Time to unshelve this project.
I have been doing some research into PCB mill designs over the past couple of weeks, and I've decided to move from a fixed bed, to a fixed gantry design (based heavily off the cheap Chinese machines). This means I only need three motors, and three lead screws rather than 4 of the original design.
I'm giving myself a $250 budget for the conversion.
Due to the existing hardware that I want to reuse, the actual build area for this machine will be relatively small, so I'm hoping that will help with the rigidity of the system (smaller builds should be stronger than larger ones). Given that this PCB millgets decent results with a wood base, I'm feeling pretty confident we can get some good results with this.
So, a stock take of what I have from the Makibox:
- 4 x NEMA 17 sized motors (Longs: 17HS 42BYGH 1.8°)
- 1 x 218mm T8.8 (8mm diameter, 8mm travel per revolution) trapezoidal lead-screw
- 1 x 165mm T8.8 trapezoidal lead-screw
- 1 x 147mm T8.8 trapezoidal lead-screw
- 2 x 226mm x 4mm steel rod
- 1 x 170mm x 4mm steel rod
- 1 x 164mm x 4mm steel rod
- A bunch of cap hex screws
- Plastic couplers
- Plastic anti-backlash nuts
The plastic anti-backlash nuts are surprisingly good - I can't detect any backlash (with the naked eye). The injected plastic piece has some thread that acts as a preloader - quite clever really. Regardless, I decided to order some metal anti-backlash nuts - I'm not sure how the plastic will hold up to the additional force of milling.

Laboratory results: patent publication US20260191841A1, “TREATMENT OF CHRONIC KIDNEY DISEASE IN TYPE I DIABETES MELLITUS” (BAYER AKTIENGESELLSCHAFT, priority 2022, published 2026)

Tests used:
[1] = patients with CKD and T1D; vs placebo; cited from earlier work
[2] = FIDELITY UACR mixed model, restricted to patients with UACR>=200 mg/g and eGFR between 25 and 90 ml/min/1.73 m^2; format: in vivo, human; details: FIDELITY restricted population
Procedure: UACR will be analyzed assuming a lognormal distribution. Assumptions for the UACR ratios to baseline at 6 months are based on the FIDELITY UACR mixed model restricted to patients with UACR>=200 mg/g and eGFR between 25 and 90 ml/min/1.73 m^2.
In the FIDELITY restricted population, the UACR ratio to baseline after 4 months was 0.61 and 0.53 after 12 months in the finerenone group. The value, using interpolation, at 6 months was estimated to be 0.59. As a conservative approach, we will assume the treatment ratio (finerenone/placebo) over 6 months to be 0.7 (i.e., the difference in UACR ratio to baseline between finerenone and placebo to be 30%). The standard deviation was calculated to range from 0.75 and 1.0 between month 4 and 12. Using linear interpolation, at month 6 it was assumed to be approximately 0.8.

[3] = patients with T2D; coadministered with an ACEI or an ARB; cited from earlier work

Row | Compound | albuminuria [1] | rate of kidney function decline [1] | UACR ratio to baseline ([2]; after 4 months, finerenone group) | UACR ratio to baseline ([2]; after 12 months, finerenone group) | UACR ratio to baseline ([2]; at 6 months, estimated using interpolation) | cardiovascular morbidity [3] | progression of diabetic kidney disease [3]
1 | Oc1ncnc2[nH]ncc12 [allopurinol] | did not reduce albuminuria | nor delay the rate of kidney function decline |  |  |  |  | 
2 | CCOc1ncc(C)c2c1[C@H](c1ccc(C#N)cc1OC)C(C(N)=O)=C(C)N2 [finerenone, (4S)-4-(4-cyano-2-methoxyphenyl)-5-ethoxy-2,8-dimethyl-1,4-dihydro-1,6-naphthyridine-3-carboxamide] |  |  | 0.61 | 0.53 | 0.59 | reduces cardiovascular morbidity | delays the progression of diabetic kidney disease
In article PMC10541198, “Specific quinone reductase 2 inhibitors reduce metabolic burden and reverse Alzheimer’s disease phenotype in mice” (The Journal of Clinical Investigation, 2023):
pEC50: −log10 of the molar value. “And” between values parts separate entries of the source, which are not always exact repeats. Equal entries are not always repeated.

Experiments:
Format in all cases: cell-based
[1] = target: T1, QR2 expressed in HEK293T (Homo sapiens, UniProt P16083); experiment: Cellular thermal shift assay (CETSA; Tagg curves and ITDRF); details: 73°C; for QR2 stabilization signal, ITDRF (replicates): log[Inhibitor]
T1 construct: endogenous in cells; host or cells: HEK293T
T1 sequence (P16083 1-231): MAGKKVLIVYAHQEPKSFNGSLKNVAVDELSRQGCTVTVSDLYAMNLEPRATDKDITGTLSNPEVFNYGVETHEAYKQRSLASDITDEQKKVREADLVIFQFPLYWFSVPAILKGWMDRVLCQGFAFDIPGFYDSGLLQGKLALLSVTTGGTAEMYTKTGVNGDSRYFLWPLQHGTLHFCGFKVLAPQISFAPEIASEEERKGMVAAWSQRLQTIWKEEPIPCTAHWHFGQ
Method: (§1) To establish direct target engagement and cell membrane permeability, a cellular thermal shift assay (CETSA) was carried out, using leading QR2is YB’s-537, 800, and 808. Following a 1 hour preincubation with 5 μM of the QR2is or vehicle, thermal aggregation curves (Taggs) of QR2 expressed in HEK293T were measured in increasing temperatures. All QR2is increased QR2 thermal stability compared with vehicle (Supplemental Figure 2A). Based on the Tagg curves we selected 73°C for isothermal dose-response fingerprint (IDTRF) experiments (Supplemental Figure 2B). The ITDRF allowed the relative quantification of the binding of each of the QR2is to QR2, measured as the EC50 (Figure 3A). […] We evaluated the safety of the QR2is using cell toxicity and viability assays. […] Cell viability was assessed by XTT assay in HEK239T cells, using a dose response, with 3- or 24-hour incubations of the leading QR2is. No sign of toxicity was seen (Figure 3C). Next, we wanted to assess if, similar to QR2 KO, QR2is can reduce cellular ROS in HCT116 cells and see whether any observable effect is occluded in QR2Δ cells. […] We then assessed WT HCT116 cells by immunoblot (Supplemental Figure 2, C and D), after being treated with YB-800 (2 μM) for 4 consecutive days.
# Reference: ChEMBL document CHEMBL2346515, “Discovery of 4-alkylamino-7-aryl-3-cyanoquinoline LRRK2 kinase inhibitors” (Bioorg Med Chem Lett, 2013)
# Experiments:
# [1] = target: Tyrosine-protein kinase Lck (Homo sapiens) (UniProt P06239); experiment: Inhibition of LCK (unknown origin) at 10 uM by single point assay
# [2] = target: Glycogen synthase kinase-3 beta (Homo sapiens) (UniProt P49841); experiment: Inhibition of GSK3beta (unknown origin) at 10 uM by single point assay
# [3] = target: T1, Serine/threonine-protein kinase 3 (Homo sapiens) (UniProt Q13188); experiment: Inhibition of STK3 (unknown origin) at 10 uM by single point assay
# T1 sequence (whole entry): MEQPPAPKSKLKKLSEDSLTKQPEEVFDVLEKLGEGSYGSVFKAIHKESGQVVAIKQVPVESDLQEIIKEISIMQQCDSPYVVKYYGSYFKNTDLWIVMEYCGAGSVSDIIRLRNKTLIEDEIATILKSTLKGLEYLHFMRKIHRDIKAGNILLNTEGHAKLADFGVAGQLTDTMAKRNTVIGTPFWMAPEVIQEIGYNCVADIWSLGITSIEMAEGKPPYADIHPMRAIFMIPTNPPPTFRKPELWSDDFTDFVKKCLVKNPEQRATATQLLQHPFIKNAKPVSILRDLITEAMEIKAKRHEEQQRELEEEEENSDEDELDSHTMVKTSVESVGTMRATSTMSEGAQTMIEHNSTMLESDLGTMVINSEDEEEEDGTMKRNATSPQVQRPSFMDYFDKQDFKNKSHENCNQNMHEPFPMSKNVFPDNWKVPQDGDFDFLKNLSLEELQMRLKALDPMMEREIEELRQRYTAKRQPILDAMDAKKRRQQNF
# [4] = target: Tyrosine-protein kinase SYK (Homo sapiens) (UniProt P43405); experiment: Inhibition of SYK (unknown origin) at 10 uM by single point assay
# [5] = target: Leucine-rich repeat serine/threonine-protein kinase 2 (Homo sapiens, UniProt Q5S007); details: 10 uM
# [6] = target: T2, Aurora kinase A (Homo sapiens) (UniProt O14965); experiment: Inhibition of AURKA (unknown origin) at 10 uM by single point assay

Everything else looks useable (at this stage) - I'm a bit concerned that the steel rods aren't straight enough, but I'll run with them for the moment.
I'm going with 4040 aluminium t-slot for the frame. I've found a Melbourne based supplier so I should be able to get high-quality stock quickly (and cut to size!). But before I order them, I'm going to design the mill in Fusion 360 so I can test for fit and size.
You can see the render of the Y-axis here:
The X-axis will be basically a copy, rotated 90 degrees. The Z-axis will still need some thinking.
The motor bracket, bed and bearing holder will be 3D printed on my Lulzbot Mini. This is is the cause of the weird design - it needs to fit in the 150mm x 150mm build envelope of the 3D printer.
The design should allow a Y-axis travel of around 156mm. I still have to work out the X-axis travel.